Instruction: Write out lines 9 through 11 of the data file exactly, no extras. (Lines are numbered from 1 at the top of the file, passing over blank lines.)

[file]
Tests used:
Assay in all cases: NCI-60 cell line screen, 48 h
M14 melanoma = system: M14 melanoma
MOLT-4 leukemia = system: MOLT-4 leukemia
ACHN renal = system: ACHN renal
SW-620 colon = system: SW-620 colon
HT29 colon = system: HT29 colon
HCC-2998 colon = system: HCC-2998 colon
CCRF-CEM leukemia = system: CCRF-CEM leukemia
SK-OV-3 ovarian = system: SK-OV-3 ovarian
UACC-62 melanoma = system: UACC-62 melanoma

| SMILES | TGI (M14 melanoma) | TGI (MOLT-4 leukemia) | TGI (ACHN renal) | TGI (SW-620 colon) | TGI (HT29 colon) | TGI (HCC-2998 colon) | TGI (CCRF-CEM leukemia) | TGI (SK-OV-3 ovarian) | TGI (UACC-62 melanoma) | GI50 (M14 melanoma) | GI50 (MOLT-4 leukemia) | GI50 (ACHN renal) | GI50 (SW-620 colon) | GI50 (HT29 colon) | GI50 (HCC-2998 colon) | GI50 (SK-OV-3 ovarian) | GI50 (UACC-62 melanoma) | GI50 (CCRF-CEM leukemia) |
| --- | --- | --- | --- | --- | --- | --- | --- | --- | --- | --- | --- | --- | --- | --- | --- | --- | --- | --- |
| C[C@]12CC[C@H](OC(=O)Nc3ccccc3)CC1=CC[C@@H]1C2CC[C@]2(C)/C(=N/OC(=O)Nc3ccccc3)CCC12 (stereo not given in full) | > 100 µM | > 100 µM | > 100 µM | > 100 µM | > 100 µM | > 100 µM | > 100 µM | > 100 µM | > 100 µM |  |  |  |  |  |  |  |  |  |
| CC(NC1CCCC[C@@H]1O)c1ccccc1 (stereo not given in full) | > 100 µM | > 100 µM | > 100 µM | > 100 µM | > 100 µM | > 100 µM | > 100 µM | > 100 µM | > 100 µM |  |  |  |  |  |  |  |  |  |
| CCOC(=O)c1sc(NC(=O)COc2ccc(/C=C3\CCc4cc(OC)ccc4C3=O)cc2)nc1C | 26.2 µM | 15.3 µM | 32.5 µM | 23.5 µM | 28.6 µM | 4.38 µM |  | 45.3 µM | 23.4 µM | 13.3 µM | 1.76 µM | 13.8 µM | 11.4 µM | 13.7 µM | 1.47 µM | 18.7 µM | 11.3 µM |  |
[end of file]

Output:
CCRF-CEM leukemia = system: CCRF-CEM leukemia
SK-OV-3 ovarian = system: SK-OV-3 ovarian
UACC-62 melanoma = system: UACC-62 melanoma